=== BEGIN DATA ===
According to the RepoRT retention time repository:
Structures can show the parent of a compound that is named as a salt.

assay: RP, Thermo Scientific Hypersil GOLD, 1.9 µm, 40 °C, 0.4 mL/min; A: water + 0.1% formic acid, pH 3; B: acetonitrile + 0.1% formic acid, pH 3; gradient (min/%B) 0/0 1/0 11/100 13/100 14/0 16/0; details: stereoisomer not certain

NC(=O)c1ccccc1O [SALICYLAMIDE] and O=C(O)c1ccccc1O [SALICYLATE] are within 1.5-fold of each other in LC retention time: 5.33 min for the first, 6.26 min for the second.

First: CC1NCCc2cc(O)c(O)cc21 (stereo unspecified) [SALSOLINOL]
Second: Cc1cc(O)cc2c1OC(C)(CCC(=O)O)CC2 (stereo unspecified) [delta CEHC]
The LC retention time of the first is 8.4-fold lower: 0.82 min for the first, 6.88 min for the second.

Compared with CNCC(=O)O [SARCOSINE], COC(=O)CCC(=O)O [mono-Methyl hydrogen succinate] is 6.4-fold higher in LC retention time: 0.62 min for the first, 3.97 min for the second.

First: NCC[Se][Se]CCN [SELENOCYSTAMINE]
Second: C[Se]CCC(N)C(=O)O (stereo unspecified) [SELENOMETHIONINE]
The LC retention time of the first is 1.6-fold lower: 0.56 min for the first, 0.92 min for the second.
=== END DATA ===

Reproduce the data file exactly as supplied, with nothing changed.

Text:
According to the RepoRT retention time repository:
Structures can show the parent of a compound that is named as a salt.

assay: RP, Thermo Scientific Hypersil GOLD, 1.9 µm, 40 °C, 0.4 mL/min; A: water + 0.1% formic acid, pH 3; B: acetonitrile + 0.1% formic acid, pH 3; gradient (min/%B) 0/0 1/0 11/100 13/100 14/0 16/0; details: stereoisomer not certain

NC(=O)c1ccccc1O [SALICYLAMIDE] and O=C(O)c1ccccc1O [SALICYLATE] are within 1.5-fold of each other in LC retention time: 5.33 min for the first, 6.26 min for the second.

First: CC1NCCc2cc(O)c(O)cc21 (stereo unspecified) [SALSOLINOL]
Second: Cc1cc(O)cc2c1OC(C)(CCC(=O)O)CC2 (stereo unspecified) [delta CEHC]
The LC retention time of the first is 8.4-fold lower: 0.82 min for the first, 6.88 min for the second.

Compared with CNCC(=O)O [SARCOSINE], COC(=O)CCC(=O)O [mono-Methyl hydrogen succinate] is 6.4-fold higher in LC retention time: 0.62 min for the first, 3.97 min for the second.

First: NCC[Se][Se]CCN [SELENOCYSTAMINE]
Second: C[Se]CCC(N)C(=O)O (stereo unspecified) [SELENOMETHIONINE]
The LC retention time of the first is 1.6-fold lower: 0.56 min for the first, 0.92 min for the second.